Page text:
And what is with this biting sarcasm in his response? Not only is sarcasm generally inadvisable in online communication (sarcasm is difficult to detect in an online context), but it comes across as extremely callous.

    This response amounts to a wasteland of missed opportunities (or what you termed, pastor, as “misfires”), because instead of crafting a nuanced, informed response that addresses some of the sincere concerns people have about the ideas in his book, he decides to use his response as an occasion to arrogantly rib his critics.

    Mr. Driscoll, this is unacceptable. What is needed is a substantive, biblical response to the concerns that others have raised about your book. This latest response to what you deem a “kerfuffle” is remarkably petty.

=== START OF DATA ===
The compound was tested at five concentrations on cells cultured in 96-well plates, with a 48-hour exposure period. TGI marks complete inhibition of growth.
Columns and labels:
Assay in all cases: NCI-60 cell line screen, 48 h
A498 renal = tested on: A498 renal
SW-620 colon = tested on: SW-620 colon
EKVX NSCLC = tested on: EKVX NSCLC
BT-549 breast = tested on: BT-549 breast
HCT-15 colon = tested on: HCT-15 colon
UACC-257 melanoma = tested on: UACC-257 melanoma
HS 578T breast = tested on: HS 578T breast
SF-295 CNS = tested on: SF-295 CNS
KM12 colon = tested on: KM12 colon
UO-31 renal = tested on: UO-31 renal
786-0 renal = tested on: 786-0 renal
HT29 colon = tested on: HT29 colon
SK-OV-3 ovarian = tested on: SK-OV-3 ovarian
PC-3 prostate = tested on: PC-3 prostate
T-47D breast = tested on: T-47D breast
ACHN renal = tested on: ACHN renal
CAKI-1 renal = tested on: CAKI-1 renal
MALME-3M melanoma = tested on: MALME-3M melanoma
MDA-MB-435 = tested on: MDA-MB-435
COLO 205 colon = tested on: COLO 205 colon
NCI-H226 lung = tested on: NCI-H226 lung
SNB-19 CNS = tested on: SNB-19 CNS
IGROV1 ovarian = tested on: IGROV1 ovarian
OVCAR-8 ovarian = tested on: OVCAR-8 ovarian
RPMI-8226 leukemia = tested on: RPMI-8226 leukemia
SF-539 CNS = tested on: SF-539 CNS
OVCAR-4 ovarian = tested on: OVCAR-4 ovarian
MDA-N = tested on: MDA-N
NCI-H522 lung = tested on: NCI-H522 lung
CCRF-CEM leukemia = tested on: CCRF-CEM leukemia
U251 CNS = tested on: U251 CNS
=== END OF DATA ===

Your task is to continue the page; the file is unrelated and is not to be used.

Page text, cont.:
5. April 19, 2012 at 10:32 AM

    Admittedly, I have a “Google Alert” set up that sends me an email daily if my name shows up in a new result of a Google search. It did alert me to someone reposting my blog posts elsewhere–but I’ve never used it to hunt down critics. Honestly, my main critics are face-to-face. I don’t have to find them, they find me.

    • April 19, 2012 at 1:08 PM


      As both Sophia and Lydia affirmed, megachurches like Mars Hill do have paid staff who apparently “monitor” the internet for both positive and negative articles. I suppose autonomous churches can spend “their” money as they see fit, but I do find it odd that they would spend money to keep tabs of what people are saying about a pastor on the web. Maybe a little too bit of cult of personality for me. I will have to try the Google Alert thing, though. And I can definitely relate to most of our critics knowing where to find us 🙂 Thanks and God bless,